Naive T Cell Depletion Prevents Chronic Graft-Versus-Host Disease


In a recent study published in the Journal of Clinical Oncology, researchers from the Fred Hutchinson Cancer Research Center found that naive T cell (TN) depletion reduced chronic graft-versus-host disease (cGVHD) incidence. These findings were generated by evaluating three phase II clinical trials where TN-depleted peripheral blood stem-cell (PBSC) grafts were transplanted.

In approximately 30–60% of leukemia patients who receive allogeneic hematopoietic cell transplantation (HCT), cGVHD will occur and can lead to reduced overall survival (OS). Although PBSCs remain one of the most prevalent graft sources, cGVHD is more prevalent when using these cells. In mouse models, TN-depleted grafts reduce GVHD. Therefore, the authors sought to determine if depleting TN from PBSC grafts would reduce cGVHD in humans.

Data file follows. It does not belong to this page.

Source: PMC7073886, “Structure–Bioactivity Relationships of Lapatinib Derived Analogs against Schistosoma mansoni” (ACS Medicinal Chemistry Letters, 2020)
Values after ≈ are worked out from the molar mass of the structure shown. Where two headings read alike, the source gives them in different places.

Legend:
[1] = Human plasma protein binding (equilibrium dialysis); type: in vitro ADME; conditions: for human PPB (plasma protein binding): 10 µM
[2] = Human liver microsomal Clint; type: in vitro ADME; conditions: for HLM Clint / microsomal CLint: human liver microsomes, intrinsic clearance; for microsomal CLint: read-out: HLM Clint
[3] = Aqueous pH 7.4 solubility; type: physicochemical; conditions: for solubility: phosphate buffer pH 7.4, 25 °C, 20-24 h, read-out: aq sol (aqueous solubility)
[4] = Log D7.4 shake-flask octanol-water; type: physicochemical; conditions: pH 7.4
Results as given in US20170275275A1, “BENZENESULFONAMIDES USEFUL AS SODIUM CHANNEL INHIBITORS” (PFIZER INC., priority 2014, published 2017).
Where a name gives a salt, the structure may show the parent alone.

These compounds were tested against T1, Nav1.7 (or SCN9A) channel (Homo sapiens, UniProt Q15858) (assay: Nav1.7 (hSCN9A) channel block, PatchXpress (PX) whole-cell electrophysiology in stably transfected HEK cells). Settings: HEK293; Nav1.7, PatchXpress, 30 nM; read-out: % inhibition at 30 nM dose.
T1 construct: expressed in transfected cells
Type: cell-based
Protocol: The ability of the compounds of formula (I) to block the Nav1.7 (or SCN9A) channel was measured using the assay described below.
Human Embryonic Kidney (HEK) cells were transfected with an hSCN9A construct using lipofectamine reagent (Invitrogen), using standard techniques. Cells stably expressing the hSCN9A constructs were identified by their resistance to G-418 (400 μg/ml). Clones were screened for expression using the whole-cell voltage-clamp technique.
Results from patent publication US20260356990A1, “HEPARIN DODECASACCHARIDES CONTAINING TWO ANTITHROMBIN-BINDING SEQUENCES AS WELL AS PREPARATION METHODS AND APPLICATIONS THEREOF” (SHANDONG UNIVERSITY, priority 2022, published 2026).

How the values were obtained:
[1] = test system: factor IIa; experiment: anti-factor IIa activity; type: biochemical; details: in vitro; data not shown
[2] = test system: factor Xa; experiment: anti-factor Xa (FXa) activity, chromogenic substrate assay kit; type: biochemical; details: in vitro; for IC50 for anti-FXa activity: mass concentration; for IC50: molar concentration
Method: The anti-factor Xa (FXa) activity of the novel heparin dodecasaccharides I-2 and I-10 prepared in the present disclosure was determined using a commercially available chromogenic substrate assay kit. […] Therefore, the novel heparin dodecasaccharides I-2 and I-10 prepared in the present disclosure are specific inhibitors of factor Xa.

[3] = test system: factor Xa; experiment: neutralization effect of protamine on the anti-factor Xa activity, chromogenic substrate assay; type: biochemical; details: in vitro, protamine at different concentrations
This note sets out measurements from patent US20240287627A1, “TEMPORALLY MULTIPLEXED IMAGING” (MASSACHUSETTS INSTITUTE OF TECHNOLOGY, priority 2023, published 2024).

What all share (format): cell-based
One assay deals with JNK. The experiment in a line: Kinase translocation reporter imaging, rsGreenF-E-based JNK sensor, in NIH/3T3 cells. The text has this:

In this study, 138 acute leukemia patients received TN-depleted HLA-matched allo grafts. The main outcome of this analysis was cGVHD diagnosis, with secondary outcomes being graft failure, OS, relapse, non-relapse mortality (NRM), and aGVHD within one year. The authors found a low rate of cGVHD at 7% and grade III and IV acute GVHD (aGVHD) in 4% and 0% of patients respectively. At three years, the OS, cGVHD-free, relapse-free survival, relapse, and NRM were 77%, 68%, 23%, and 8%. These findings support the use of TN-depleted grafts for cGVHD reduction.


Bleakley M, Sehgal A, Seropian S, et al. Naive T-Cell Depletion to Prevent Chronic Graft-Versus-Host Disease [published online ahead of print, 2022 Jan 10]. J Clin Oncol. 2022; JCO2101755.


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